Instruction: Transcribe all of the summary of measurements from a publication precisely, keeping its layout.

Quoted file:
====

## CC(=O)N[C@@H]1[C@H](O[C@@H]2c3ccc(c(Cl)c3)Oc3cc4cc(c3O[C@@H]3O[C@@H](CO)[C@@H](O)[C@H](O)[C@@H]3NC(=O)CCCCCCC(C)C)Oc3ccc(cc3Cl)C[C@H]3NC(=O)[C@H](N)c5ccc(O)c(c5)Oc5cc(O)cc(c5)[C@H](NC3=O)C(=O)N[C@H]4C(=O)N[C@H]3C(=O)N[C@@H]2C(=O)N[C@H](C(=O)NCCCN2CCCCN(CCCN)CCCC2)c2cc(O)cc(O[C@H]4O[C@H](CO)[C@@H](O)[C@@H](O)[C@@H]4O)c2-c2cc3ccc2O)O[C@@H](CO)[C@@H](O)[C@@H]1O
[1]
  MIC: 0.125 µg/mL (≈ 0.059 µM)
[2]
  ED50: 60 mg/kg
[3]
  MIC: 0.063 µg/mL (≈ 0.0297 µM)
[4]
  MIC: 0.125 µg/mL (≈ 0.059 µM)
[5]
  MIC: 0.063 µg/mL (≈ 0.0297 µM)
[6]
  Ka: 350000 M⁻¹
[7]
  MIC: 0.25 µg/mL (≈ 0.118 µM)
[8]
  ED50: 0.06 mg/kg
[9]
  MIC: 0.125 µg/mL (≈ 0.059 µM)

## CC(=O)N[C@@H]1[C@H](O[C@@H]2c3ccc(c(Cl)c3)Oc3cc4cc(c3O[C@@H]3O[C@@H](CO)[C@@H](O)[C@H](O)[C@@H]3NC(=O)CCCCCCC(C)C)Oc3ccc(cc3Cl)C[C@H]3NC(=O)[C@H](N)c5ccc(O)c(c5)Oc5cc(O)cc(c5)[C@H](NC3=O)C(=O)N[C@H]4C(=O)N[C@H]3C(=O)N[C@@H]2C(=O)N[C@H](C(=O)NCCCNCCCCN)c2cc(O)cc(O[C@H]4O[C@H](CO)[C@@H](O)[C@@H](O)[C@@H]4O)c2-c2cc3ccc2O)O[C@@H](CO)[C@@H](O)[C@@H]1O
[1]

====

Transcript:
## CC(=O)N[C@@H]1[C@H](O[C@@H]2c3ccc(c(Cl)c3)Oc3cc4cc(c3O[C@@H]3O[C@@H](CO)[C@@H](O)[C@H](O)[C@@H]3NC(=O)CCCCCCC(C)C)Oc3ccc(cc3Cl)C[C@H]3NC(=O)[C@H](N)c5ccc(O)c(c5)Oc5cc(O)cc(c5)[C@H](NC3=O)C(=O)N[C@H]4C(=O)N[C@H]3C(=O)N[C@@H]2C(=O)N[C@H](C(=O)NCCCN2CCCCN(CCCN)CCCC2)c2cc(O)cc(O[C@H]4O[C@H](CO)[C@@H](O)[C@@H](O)[C@@H]4O)c2-c2cc3ccc2O)O[C@@H](CO)[C@@H](O)[C@@H]1O
[1]
  MIC: 0.125 µg/mL (≈ 0.059 µM)
[2]
  ED50: 60 mg/kg
[3]
  MIC: 0.063 µg/mL (≈ 0.0297 µM)
[4]
  MIC: 0.125 µg/mL (≈ 0.059 µM)
[5]
  MIC: 0.063 µg/mL (≈ 0.0297 µM)
[6]
  Ka: 350000 M⁻¹
[7]
  MIC: 0.25 µg/mL (≈ 0.118 µM)
[8]
  ED50: 0.06 mg/kg
[9]
  MIC: 0.125 µg/mL (≈ 0.059 µM)

## CC(=O)N[C@@H]1[C@H](O[C@@H]2c3ccc(c(Cl)c3)Oc3cc4cc(c3O[C@@H]3O[C@@H](CO)[C@@H](O)[C@H](O)[C@@H]3NC(=O)CCCCCCC(C)C)Oc3ccc(cc3Cl)C[C@H]3NC(=O)[C@H](N)c5ccc(O)c(c5)Oc5cc(O)cc(c5)[C@H](NC3=O)C(=O)N[C@H]4C(=O)N[C@H]3C(=O)N[C@@H]2C(=O)N[C@H](C(=O)NCCCNCCCCN)c2cc(O)cc(O[C@H]4O[C@H](CO)[C@@H](O)[C@@H](O)[C@@H]4O)c2-c2cc3ccc2O)O[C@@H](CO)[C@@H](O)[C@@H]1O
[1]